Los Angeles County Supervisor Hilda Solis is calling on the state toxics department to do a more comprehensive cleanup of homes and properties near the former Exide battery recycling plant in Vernon.
The state Department of Toxics Substances Control in July released its long-awaited plan to remove lead-contaminated soil from some 2,500 properties in the 1.7-mile radius around the shuttered facility. Solis argues the effort will be incomplete if the agency doesn't do a thorough internal cleaning of all homes with high levels of lead in their yards. She's also calling on the state to clean the area's parkways - the strips of city-owned land between the sidewalk and the street.
Toxic Substances Control is "committed to cleaning up residential properties, schools, parks and day care centers with the highest levels of lead in soil and greatest risk of exposure," agency spokeswoman Abbott Dutton said in a statement.
The agency will "offer residents, free of charge, the opportunity to have the interior living spaces cleaned by a professional interior cleaning service after [Toxic Substances Control] completes its cleanup," Dutton said.
But Solis wants the internal cleanup to be part of the remediation routine, rather than something residents have to accept. She said a lot of people have declined Toxic Substances Control's offer because they don't understand how important the interior cleaning is.
"They're giving people a coupon and saying, 'Here, you can go to this service and they'll vacuum inside of your home and wipe down the windows,'" said Solis. "That's not, in my opinion, adequate."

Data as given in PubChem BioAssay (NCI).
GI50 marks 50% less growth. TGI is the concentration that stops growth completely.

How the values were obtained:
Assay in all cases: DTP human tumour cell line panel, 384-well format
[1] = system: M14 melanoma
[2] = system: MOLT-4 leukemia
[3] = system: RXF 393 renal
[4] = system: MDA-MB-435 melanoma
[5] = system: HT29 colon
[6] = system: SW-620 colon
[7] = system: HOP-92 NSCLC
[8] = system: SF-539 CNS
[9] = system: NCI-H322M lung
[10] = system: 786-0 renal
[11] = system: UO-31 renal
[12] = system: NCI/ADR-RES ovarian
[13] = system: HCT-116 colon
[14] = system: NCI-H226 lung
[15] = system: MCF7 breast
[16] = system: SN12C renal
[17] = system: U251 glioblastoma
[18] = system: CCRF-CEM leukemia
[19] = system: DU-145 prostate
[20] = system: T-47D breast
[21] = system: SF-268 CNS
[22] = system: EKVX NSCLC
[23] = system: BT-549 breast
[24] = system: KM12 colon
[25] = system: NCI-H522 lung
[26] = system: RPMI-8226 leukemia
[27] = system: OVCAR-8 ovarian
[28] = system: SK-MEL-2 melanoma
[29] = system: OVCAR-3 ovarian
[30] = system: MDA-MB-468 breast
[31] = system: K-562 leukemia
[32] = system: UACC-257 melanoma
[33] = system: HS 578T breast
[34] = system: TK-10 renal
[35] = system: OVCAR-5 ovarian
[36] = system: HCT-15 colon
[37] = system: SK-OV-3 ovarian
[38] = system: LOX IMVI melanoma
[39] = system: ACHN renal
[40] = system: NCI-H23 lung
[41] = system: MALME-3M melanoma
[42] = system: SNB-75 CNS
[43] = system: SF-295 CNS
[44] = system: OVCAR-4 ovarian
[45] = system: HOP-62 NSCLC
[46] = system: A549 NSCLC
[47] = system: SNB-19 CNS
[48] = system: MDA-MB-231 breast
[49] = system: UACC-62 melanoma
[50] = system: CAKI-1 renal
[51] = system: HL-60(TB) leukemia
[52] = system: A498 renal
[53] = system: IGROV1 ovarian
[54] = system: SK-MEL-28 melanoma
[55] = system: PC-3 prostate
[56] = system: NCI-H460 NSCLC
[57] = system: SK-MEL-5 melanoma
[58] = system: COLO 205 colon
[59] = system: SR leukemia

Toxic Substances Control has cleaned the yards around 236 homes, but the residents of only 104 of those homes approved the internal cleanup, according to the agency.
Solis is also urging Toxic Substances Control to clean up the parkways, the properties between the sidewalk and the street. Residents have questioned why the agency is cleaning up the lead-contaminated soil in their yards, but not in the nearby sidewalk strips.
The toxics agency is "aware of concerns regarding the cleaning of parkways," said Dutton, adding that it's "evaluating recent comments we received from community members and others."
Toxic Substances Control will try to schedule cleanups of neighboring properties at the same time to promote safety and efficiency, she said.
Under its plan, the agency will first clean homes with a representative lead concentration of 400 parts per million or higher. Crews will also remove soil from daycare and child care centers with a concentration of 80 ppm or higher.
The state uses 80 parts per million as the trigger for removing lead from residential properties.
In 2016, Gov. Jerry Brown signed a bill authorizing a $176.6 million loan of state funds to greatly expand the testing and cleanup of homes around Exide.
The money is designed to pay for the sampling of soil from more than 10,000 properties around the shuttered facility, and the cleanup of the 2,500 most contaminated.
Lead remediation work came to a halt after the law took effect, as Toxic Substances Control had to conduct a thorough environmental review under the California Environmental Quality Act. That is now complete, and the agency is close to selecting a contractor to carry out the expanded cleanup.
The cleanup will ber the largest-ever of its kind in the state, according to Toxic Substances Control. The agency says it will hold Exide accountable for the cost of cleaning up the contamination, which is expected to run into the hundreds of millions of dollars.
During its three decades of operation, the Exide plant spewed chemicals into the air, including lead, which settled into nearby yards, playgrounds and gardens. In a deal to avoid federal criminal charges, Exide agreed to close the facility in 2015.